Temporal range: Late Cretaceous
|Dorsal view of the spine of Leurospondylus|
The name Leurospondylus comes from a fusion of two Greek words, leuros (λευρός) meaning "even", "flat" or "smooth", and spondylos (σπόνδυλος) meaning "vertebra." The name of the type species L. ultimus comes from the Latin ultimus meaning "last." It was so named because this genus was the latest known occurrence of a fossil plesiosaur when it was described in 1913."
The first described Leurospondylus was a juvenile. The fossil included 12 vertebrae but the animal is thought to have had twice that number, and was estimated to be roughly 2 meters long as a juvenile. Samuel Paul Welles noted that the vertebrae are short and similar to those of pliosaurs, while the scapulae and coracoids bear resemblance to those of elasmosaurids, thus making it difficult to determine to which family it belongs. There is some speculation that the Leurospondylus specimen is either a juvenile of a known species, or in its own, unrecognized taxonomic group.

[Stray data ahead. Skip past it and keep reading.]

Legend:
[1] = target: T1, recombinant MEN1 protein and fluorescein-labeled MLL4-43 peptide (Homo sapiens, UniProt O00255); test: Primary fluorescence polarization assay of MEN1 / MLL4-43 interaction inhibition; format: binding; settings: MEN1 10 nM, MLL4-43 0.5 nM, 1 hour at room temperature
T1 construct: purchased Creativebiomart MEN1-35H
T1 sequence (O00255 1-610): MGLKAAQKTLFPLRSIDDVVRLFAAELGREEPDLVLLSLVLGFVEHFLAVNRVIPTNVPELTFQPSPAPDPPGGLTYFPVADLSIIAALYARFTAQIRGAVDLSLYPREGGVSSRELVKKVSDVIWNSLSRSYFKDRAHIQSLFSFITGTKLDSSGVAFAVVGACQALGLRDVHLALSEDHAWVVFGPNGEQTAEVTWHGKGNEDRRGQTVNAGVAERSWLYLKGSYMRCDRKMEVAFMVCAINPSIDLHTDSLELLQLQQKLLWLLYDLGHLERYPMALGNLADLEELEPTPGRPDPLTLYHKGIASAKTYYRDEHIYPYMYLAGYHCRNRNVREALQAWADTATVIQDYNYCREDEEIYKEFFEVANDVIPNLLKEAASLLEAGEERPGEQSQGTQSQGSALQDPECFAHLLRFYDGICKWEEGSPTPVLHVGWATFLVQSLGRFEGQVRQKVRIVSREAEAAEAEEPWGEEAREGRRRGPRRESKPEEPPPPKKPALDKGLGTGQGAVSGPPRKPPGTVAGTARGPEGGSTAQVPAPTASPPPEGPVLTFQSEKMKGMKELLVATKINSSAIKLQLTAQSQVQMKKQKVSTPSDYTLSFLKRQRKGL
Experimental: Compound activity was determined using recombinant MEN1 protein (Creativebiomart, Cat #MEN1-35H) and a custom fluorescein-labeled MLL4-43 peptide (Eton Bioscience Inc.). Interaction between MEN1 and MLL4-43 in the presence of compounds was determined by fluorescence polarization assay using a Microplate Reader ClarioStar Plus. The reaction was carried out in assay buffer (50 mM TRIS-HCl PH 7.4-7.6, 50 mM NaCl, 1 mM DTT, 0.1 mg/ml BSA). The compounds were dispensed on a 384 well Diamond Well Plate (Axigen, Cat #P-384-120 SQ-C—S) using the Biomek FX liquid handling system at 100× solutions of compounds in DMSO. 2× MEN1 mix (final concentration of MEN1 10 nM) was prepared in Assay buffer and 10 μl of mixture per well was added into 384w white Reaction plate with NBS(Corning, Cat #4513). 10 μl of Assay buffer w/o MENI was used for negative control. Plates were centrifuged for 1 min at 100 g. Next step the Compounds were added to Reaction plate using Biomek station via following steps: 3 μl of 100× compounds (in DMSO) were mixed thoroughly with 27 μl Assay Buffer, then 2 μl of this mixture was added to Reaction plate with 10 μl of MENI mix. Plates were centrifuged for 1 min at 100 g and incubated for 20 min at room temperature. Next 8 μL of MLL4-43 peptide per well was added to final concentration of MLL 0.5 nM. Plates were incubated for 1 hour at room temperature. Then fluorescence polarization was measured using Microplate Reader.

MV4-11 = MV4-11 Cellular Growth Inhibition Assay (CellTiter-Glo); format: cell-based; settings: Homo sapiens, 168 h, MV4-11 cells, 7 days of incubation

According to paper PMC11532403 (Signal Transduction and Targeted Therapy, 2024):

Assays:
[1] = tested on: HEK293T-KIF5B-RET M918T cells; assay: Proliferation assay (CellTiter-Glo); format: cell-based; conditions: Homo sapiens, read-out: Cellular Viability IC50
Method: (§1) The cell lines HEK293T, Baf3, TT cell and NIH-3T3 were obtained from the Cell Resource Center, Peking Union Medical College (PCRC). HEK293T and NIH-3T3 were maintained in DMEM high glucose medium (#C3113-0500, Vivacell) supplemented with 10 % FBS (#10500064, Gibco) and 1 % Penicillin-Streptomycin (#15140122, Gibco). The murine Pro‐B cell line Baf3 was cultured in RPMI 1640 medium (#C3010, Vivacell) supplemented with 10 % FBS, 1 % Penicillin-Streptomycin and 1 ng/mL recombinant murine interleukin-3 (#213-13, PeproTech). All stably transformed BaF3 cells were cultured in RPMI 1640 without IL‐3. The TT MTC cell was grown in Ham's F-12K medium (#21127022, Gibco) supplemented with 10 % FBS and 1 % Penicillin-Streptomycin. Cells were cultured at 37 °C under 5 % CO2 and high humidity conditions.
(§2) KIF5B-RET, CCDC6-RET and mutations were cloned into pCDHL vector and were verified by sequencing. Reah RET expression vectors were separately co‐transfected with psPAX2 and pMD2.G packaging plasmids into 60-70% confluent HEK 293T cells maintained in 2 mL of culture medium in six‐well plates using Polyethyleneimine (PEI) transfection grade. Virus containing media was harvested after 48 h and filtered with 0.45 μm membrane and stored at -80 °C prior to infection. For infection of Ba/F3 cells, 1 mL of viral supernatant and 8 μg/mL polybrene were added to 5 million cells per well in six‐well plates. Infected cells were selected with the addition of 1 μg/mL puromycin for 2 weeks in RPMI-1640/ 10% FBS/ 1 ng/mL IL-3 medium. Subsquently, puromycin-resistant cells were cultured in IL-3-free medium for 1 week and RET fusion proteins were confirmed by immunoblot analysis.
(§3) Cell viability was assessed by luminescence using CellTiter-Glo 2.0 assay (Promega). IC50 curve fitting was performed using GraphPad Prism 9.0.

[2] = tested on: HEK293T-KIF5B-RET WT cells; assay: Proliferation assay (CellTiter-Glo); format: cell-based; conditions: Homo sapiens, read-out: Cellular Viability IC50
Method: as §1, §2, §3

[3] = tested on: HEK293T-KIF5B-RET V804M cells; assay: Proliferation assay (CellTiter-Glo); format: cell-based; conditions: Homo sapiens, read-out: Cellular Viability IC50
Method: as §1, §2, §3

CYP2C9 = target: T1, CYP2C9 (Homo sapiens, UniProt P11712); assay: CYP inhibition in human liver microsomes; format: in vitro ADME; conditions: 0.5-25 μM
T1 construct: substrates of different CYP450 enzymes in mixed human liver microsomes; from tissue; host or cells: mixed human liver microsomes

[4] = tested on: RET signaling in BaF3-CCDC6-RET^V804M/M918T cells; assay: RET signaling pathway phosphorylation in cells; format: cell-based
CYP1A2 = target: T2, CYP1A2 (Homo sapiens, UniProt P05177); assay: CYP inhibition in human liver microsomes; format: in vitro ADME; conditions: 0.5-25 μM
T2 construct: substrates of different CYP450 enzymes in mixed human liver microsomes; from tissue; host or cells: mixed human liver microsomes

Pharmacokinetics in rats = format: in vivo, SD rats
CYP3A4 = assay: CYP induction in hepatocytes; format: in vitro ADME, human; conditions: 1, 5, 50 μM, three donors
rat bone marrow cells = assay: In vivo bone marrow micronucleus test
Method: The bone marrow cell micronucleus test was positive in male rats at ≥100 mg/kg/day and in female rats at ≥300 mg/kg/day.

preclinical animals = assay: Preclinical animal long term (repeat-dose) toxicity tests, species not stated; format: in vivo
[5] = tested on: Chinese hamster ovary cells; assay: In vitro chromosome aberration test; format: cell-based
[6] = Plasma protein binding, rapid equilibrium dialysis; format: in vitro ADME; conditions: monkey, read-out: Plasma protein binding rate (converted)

The first Leurospondylus was found in the brackish paleoenvironment represented by the Edmonton beds located on the present-day Red Deer River. This area is part of the Horseshoe Canyon Formation in Alberta, Canada. The occurrence of this juvenile fossil in an identifiably brackish environment led to the conclusion that plesiosaurs spent their early lives in rivers and estuaries. However, some plesiosaurs spent their adult lives in fresh water also; whether Leurospondylus grew up and then left, or grew up and stayed in a fresh water ecosystem has not been determined.
- "ppne.co.uk entry on Leurospondylus". Retrieved 2008-05-20.
- "A new plesiosaur, Leurospondylus, from the Edmonton Cretaceous of Alberta". Bulletin of the AMNH; v. 32, article 40.
- Welles, S. P. 1962. A new species of elasmosaur from the Aptian of Columbia and a review of the Cretaceous plesiosaurs. University of California Publications in Geological Science 46, 96 pp.